Seasons One and Two of TOS-R ($96.95 and $63.99 respectively)

Comments

1. Harry Ballz - May 18, 2008

MUGATU? Ya gotta love it!!!

2. Jack - May 18, 2008

I don’t really care for the effects they use on the planets… they look too CGI’d… for lack of a better term.

3. DJT - May 18, 2008

Mugato who?

4. Sean4000 - May 18, 2008

I was wondering when that creature was going to show up. I love the Mugato!

5. Biodredd - May 18, 2008

I don’t what the problem is unless your local channel where you get these reels are editing the shows even further. A few very intersting angles of the Enterprise are missing from this reel or you come back into the middle of the shot and part of the new effects shot is missing. I just finished the episode in particular the one of the Enterprise where we are looking up at the saucer from below as the ship is returning to orbit Towards the end of the episode.

6. SciFiMetalGirl - May 18, 2008

Where is the Mugatu’s uniform??? Hehehe! ;)

7. capt mike - May 18, 2008

Here magatu magatu magatu magatu. Oh the magatu is just a cute little thing. Yeah with big fangs and lots of poison. This was a great edpisode with great acting. The cgi was pretty good showing us the klingon ship in orbit. but the magutu and it’s mate should have been red shirts. But the capt as alys is not only fighting the magatu but fighting off the hot sexy babe. Like Mccoy said in star trek 6. (What is it with you). Well doc he just gets all the hot chicks. But doc you violoted the prime directive your self in using your phaser to heat the rocks and not making sure that no one was watching you. The story with the klingons giveing weapons to the hill people was pretty good. Kinda like the soviets and the u.s did in the 60s with vietnam and using it as a social issue. I think gene did a great job of the social commentary of the day as he did in latter trek episodes. But it seems like always that man is not meant for the garden as the serpent always strikes. When kirk said to scotty to make a 100 flintlocks and then changed it to serpents thats was a great metiphor for the time as the u.s and soviets was doing in vietnam. All in all this was a great episode with a great story and the cgi was what it was supposed to be. An addition to the show and not a distraction.

8. capt mike - May 18, 2008

Oh and did anyone notice that when spock was shot with the flintlock that there was a grean stain on spocks uniform. I just noticed this and i have seen this episode dozens of times.

9. cd - May 18, 2008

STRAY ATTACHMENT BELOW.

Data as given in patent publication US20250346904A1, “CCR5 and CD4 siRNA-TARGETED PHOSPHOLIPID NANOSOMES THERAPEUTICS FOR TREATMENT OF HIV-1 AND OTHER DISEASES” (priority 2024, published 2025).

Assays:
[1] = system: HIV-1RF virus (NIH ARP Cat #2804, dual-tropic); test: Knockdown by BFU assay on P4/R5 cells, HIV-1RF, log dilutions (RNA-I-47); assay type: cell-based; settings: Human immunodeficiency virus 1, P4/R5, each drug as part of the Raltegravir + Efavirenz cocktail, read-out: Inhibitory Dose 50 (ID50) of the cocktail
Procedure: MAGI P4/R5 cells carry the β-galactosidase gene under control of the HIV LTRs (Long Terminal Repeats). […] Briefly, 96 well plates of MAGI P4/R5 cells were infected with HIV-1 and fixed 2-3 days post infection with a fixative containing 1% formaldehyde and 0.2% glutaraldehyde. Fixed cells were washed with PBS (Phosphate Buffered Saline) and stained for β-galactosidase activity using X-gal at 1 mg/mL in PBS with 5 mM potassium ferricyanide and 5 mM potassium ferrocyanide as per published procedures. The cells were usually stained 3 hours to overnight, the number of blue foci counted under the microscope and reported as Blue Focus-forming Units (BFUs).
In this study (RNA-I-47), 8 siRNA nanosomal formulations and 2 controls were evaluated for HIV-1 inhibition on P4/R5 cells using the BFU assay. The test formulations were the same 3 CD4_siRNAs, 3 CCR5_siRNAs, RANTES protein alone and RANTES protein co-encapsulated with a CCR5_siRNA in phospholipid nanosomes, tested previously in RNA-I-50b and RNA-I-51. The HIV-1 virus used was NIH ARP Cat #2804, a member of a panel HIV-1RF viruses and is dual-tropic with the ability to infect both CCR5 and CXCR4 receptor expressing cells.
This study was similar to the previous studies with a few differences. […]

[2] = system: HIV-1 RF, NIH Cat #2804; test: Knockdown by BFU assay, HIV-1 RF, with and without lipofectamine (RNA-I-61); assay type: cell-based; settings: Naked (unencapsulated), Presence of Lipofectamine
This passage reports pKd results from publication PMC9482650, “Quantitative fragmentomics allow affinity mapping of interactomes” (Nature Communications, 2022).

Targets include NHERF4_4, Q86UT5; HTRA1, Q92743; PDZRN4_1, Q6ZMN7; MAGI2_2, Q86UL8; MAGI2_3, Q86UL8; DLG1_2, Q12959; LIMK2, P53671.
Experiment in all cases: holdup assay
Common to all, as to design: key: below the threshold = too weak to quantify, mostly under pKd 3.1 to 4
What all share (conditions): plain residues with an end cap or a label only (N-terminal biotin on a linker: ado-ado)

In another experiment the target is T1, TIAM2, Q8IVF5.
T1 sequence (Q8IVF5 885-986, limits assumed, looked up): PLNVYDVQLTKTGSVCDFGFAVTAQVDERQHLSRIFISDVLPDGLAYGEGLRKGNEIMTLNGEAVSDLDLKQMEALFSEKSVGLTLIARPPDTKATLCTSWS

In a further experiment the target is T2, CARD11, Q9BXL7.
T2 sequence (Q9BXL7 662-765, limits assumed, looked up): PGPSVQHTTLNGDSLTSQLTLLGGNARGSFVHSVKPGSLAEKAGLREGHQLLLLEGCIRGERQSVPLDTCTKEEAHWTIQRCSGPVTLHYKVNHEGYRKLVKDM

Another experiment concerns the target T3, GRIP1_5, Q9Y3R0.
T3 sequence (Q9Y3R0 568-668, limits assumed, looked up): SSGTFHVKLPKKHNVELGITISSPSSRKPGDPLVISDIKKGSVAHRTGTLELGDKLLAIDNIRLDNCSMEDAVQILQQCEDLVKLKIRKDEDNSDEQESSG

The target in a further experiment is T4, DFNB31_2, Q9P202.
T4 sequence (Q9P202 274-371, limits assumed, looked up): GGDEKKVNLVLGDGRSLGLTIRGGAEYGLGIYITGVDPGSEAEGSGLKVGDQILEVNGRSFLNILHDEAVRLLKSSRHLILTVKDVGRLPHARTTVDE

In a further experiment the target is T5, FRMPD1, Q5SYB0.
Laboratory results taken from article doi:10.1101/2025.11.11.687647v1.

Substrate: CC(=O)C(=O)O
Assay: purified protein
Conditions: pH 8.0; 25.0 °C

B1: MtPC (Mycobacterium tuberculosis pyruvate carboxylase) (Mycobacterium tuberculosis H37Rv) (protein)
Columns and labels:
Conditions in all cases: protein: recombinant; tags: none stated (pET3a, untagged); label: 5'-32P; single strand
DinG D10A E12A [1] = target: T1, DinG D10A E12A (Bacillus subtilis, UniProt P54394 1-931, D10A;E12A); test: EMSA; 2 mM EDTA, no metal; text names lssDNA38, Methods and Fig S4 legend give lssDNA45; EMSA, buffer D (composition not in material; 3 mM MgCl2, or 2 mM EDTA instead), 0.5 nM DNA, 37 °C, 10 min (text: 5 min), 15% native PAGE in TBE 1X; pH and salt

Dr. M’Benga rocks!

10. the guy that never posts - May 18, 2008

They cgi’d in green blood stains on BOTH sides of his shirt!

How much sense does that make?

Plus, if Spock had been hit with a musket ball, he’s look more like something out of Mel Gibson’s the Patriot.

Oh, well

11. the guy that never posts - May 18, 2008

One last thought

If they can CGI green blood onto Spock’s shirt, why cant they CGI Spock a more realistic green? Orion women too. Watch Court Martial again, there are a lot of Spock close ups. They only put make up on his cheeks. His neck & shoulders are quite pink, plus Kirk is super pink. The camera men & post production crew were always over correcting Spock’s green-ness. Nimoy says so himself in “I AM SPOCK”

I’d like to see Yvonne Craig CGI’d an even green when they redo “Whom Gods Destroy”

12. Yendis - May 18, 2008

Just get us the complete series on blu ray

13. OR Coast Trekkie - May 19, 2008

I like the size/scale of the original planet better.AGreed that the planet looks a little too CGI’ed but eh, it’s kind of what I have come to expect.

14. Robert Bernardo - May 19, 2008

Nice added effects to the episode. The hand phaser shots seem to be enhanced, the cross-dissolves when the first and later the second mugatu are blasted are not noticeable anymore, and there is the surprise of seeing the Klingon ship in orbit. Not only visual effects but an added sound effect — when our heroes are escaping through an archway in the town, bullets are supposedly slamming into the arch with the resultant sound effects; however, the last bullet hitting the arch never had a sound effect… until now!

the guy that never posts wrote:

> They cgi’d in green blood stains on BOTH sides of his shirt!

Incorrect. In the original, unremastered episode, green blood was seen on the front and back of Spock’s shirt after he was shot.

15. CmdrR - May 19, 2008

Yeah Mugatu!
Were there green blotches in the middle of their oceans or is it my puter?
Love this ep. Still feels like true Trek and very relevant today.

16. SteveinSF - May 19, 2008

I liked the closing music when the Enterprise leaves orbit at the end of this episode. It set the mood for the planet’s gloomy future of war between the Gene Shalit Villagers and “The Apple” blond wigged country people.

I still think the best shot of the Enterprise is the old version when view from the rear–that model looked great, the lighting was perfect, and the movement was timed well to give the feeling of how big the ship is.

17. jimj - May 19, 2008

This episode has a lot of merits, yet, it’s not nearly as good as I remember. kind of a downer episode (which most social commentaries are, but still). Seems like the “solution” was arrived at too easily and then the planet was left to sort it all out.

18. Garovorkin - May 19, 2008

Loved the whole coldwar allegory on this one, the Magatu still looks like an actor in a really bad ape suit.with horn stuck on top , but the episode is a really good one.

19. Tango - May 19, 2008

Why did the phaser not work for Nona when she fired it?.

Also, I got the impression that Nixon watched this episode to figure out how to end the war in Vietnam. Since the Enterprise just left, why can’t the US leave as well?

20. Randy - May 19, 2008